Separating and recursing the green area.

Now that we have a mask, we can overlay the green portion with the full image: Starting with the code here I adjusted the mask to matching the full image:

def overlay_image_alpha(img, img_overlay, x, y, alpha_mask):
    """https://stackoverflow.com/a/45118011/778234
    Overlay `img_overlay` onto `img` at (x, y) and blend using `alpha_mask`.

    `alpha_mask` must have same HxW as `img_overlay` and values in range [0, 1].
    """
    # Image ranges
    y1, y2 = max(0, y), min(img.shape[0], y + img_overlay.shape[0])
    x1, x2 = max(0, x), min(img.shape[1], x + img_overlay.shape[1])

    # Overlay ranges
    y1o, y2o = max(0, -y), min(img_overlay.shape[0], img.shape[0] - y)
    x1o, x2o = max(0, -x), min(img_overlay.shape[1], img.shape[1] - x)

    # Exit if nothing to do
    if y1 >= y2 or x1 >= x2 or y1o >= y2o or x1o >= x2o:
        print('earlyexit')
        return

    # Blend overlay within the determined ranges
    img_crop = img[y1:y2, x1:x2]
    img_overlay_crop = img_overlay[y1o:y2o, x1o:x2o]
    alpha = alpha_mask[y1:y2, x1:x2, np.newaxis]
    alpha_inv = 1.0 - alpha
    print(alpha.shape)
    print(img_overlay.shape)

    img_crop[:] = alpha * img_overlay_crop + alpha_inv * img_crop

which can combine the image, downsized, into the largest green area with

smallimg = cv.resize(frame, (w,h))
overlay_image_alpha(frame, smallimg, x, y, mask/255)

Note the normal 0-255 value of the mask (black/white image) is turned to 0-1 range dividing 255. Putting it all together and running this green replacement twice, give the following code:

import numpy as np
import cv2 as cv
major_number = cv.__version__[0]

def overlay_image_alpha(img, img_overlay, x, y, alpha_mask):
    """https://stackoverflow.com/a/45118011/778234
    Overlay `img_overlay` onto `img` at (x, y) and blend using `alpha_mask`.

    `alpha_mask` must have same HxW as `img_overlay` and values in range [0, 1].
    """
    # Image ranges
    y1, y2 = max(0, y), min(img.shape[0], y + img_overlay.shape[0])
    x1, x2 = max(0, x), min(img.shape[1], x + img_overlay.shape[1])

    # Overlay ranges
    y1o, y2o = max(0, -y), min(img_overlay.shape[0], img.shape[0] - y)
    x1o, x2o = max(0, -x), min(img_overlay.shape[1], img.shape[1] - x)

    # Exit if nothing to do
    if y1 >= y2 or x1 >= x2 or y1o >= y2o or x1o >= x2o:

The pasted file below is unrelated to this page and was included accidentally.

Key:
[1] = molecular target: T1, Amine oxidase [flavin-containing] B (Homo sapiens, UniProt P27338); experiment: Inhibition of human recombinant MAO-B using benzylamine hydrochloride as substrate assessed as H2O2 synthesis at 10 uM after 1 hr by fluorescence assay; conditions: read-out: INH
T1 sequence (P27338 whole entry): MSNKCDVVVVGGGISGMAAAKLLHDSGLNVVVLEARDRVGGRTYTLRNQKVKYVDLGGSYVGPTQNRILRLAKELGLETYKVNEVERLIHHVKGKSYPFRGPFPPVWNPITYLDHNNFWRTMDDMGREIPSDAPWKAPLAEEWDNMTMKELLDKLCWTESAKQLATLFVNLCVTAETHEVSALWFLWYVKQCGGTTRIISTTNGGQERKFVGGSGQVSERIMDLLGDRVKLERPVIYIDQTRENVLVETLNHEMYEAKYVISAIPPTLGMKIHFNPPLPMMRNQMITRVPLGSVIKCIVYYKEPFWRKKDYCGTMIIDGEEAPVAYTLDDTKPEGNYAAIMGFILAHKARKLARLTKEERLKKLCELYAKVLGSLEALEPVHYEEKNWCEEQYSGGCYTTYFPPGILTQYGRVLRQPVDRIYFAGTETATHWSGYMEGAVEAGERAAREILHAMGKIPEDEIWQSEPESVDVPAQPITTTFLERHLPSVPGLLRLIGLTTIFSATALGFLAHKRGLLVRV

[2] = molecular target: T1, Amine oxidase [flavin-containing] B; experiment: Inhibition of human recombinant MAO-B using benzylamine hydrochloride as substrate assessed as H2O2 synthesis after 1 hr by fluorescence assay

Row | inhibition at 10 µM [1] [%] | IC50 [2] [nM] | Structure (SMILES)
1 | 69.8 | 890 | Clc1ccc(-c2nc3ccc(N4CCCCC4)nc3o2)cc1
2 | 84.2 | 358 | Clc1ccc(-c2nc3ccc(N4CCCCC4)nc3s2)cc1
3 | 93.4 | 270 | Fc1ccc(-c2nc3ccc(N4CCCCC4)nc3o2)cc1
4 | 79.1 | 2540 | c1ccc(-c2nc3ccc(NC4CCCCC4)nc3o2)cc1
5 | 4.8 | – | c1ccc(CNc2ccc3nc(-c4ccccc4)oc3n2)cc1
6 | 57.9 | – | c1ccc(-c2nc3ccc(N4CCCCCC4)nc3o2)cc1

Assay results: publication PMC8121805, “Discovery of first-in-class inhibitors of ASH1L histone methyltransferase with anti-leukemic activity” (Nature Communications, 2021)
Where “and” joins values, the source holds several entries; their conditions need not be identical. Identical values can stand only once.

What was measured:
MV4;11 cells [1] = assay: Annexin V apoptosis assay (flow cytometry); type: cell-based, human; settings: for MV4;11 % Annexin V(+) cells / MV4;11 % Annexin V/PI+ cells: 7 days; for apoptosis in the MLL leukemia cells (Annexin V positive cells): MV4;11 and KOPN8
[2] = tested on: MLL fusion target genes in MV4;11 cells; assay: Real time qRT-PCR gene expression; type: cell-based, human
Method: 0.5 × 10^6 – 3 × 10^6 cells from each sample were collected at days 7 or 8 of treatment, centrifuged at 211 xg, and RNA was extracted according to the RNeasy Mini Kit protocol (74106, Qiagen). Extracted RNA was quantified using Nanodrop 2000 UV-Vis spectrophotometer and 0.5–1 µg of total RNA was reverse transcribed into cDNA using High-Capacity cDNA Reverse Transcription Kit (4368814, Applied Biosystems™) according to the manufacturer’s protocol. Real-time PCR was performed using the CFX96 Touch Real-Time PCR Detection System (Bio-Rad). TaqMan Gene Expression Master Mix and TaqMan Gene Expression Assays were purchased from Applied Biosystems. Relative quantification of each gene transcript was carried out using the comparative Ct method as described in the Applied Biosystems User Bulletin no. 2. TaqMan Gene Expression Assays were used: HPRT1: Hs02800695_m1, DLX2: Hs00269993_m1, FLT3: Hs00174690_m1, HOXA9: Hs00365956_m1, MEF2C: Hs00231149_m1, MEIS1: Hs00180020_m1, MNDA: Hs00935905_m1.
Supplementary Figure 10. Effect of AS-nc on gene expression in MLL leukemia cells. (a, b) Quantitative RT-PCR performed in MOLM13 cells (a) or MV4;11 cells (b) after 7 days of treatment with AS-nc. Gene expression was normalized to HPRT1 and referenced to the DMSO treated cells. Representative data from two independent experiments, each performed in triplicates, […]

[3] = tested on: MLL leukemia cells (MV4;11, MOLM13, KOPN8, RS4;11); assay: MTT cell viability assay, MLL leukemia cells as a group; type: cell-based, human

print('earlyexit')
        return

    # Blend overlay within the determined ranges
    img_crop = img[y1:y2, x1:x2]
    img_overlay_crop = img_overlay[y1o:y2o, x1o:x2o]
    alpha = alpha_mask[y1:y2, x1:x2, np.newaxis]
    alpha_inv = 1.0 - alpha
    print(alpha.shape)
    print(img_overlay.shape)

    img_crop[:] = alpha * img_overlay_crop + alpha_inv * img_crop
    #debugging -
    #img_crop[:] =  alpha*222 # img_crop #img_overlay_crop *alpha #+

cap = cv.VideoCapture(0)
if not cap.isOpened():
    print("Cannot open camera")
    exit()
while True:
    # Capture frame-by-frame
    ret, frame = cap.read()
    # if frame is read correctly ret is True
    if not ret:
        print("Can't receive frame (stream end?). Exiting ...")
        break
        
    
    # Our operations on the frame come here
    hsv = cv.cvtColor(frame, cv.COLOR_BGR2HSV)
    mingreen = (40, 0, 0)
    maxgreen = (95, 255,255)
    mask = cv.inRange(hsv, mingreen, maxgreen)
    mask = cv.GaussianBlur(mask,(5,5),cv.BORDER_DEFAULT)
    #Get contour of the object, dimensions:
    #ret,thresh = cv.threshold(mask,127,255,0)
    if major_number == '4':
        contours, hierarchy = cv.findContours(mask, cv.RETR_TREE, cv.CHAIN_APPROX_SIMPLE)
    elif major_number == '3':
        img, contours, hierarchy = cv.findContours(mask, cv.RETR_TREE, cv.CHAIN_APPROX_SIMPLE)

    
    area = 0
    largearea = False
    for cnt in contours:
        x,y,w,h = cv.boundingRect(cnt)
        if( w*h > area ):
            area = w*h
            largearea = cnt
    if not largearea is False:
        x,y,w,h = cv.boundingRect(largearea)
        print(x,y,w,h)
        rect = cv.minAreaRect(largearea)
        box = cv.boxPoints(rect)
        box = np.int0(box)
        #Draw the biggest green area as a box on the original frame:
        cv.drawContours(frame,[box],0,(0,0,255),2)
        
        smallimg = cv.resize(frame, (w,h))
        overlay_image_alpha(frame, smallimg, x, y, mask/255)
        #again:
        hsv = cv.cvtColor(frame, cv.COLOR_BGR2HSV)
        mingreen = (40, 0, 0)
        maxgreen = (95, 255,255)
        mask = cv.inRange(hsv, mingreen, maxgreen)
        contours, hierarchy = cv.findContours(mask, cv.RETR_TREE, cv.CHAIN_APPROX_SIMPLE)
        largearea = False
        area = 0
        for cnt in contours:
            x,y,w,h = cv.boundingRect(cnt)
            if( w*h > area ):
                area = w*h
                largearea = cnt
        if not largearea is False:
            x,y,w,h = cv.boundingRect(largearea)
            smallimg = cv.resize(frame, (w,h))
            overlay_image_alpha(frame, smallimg, x, y, mask/255)
            
        
    else:
        print('No green area?')

    # Display the resulting frame
    cv.imshow('frame', frame)
    if cv.waitKey(1) == ord('q'):
        break
# When everything done, release the capture
cap.release()
cv.destroyAllWindows()

Capturing a picture

Now while you are enjoying the picture-of-a-picture with a green square, or celebrating Pi day (March 14) with a green colored pie (better your face recursively in a pie than a pie in the face 🙂 ), you may want to capture an image output. The Opencv demos quit on pressing the q key, and you can add checks for another in the loop to output to a file:

    key = cv.waitKey(1)
    if key == ord('q'):
        break
    if key == ord('c'):
        from datetime import datetime
        now = datetime.now()
        cv.imwrite(now.strftime("%m-%d-%Y %H:%M:%S.jpg"), frame)

Replace the waitKey if loop with the above (note that it should only be called once per loop), then you will be able to press c to capture an image to the working directory, and q to quit the program!

Pi Day Pie

Print this out and use it with the above program – you can have your face in a pie, better than a pie in the face!

Green screen pie

This might do well for St Patrick’s day, as this will have a similar effect with anyone wearing green!